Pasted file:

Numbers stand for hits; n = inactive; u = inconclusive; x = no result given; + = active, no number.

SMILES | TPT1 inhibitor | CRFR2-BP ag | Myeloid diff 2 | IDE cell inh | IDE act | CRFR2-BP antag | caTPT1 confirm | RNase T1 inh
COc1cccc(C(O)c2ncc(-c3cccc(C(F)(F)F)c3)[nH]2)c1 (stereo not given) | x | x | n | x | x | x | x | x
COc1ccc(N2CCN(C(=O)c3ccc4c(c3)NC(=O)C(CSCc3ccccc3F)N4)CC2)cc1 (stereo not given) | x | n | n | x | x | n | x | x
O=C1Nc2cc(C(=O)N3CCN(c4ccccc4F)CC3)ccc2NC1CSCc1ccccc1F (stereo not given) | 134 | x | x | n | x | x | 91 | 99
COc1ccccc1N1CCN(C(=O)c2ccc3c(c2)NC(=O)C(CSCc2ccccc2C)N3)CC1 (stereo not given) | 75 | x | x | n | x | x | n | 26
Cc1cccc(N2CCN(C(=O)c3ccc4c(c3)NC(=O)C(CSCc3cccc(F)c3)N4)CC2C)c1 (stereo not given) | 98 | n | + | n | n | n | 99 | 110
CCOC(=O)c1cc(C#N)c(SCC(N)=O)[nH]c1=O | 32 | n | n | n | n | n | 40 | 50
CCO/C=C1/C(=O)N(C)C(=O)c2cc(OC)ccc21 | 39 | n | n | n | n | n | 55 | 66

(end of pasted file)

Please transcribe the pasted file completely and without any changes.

Numbers stand for hits; n = inactive; u = inconclusive; x = no result given; + = active, no number.

SMILES | TPT1 inhibitor | CRFR2-BP ag | Myeloid diff 2 | IDE cell inh | IDE act | CRFR2-BP antag | caTPT1 confirm | RNase T1 inh
COc1cccc(C(O)c2ncc(-c3cccc(C(F)(F)F)c3)[nH]2)c1 (stereo not given) | x | x | n | x | x | x | x | x
COc1ccc(N2CCN(C(=O)c3ccc4c(c3)NC(=O)C(CSCc3ccccc3F)N4)CC2)cc1 (stereo not given) | x | n | n | x | x | n | x | x
O=C1Nc2cc(C(=O)N3CCN(c4ccccc4F)CC3)ccc2NC1CSCc1ccccc1F (stereo not given) | 134 | x | x | n | x | x | 91 | 99
COc1ccccc1N1CCN(C(=O)c2ccc3c(c2)NC(=O)C(CSCc2ccccc2C)N3)CC1 (stereo not given) | 75 | x | x | n | x | x | n | 26
Cc1cccc(N2CCN(C(=O)c3ccc4c(c3)NC(=O)C(CSCc3cccc(F)c3)N4)CC2C)c1 (stereo not given) | 98 | n | + | n | n | n | 99 | 110
CCOC(=O)c1cc(C#N)c(SCC(N)=O)[nH]c1=O | 32 | n | n | n | n | n | 40 | 50
CCO/C=C1/C(=O)N(C)C(=O)c2cc(OC)ccc21 | 39 | n | n | n | n | n | 55 | 66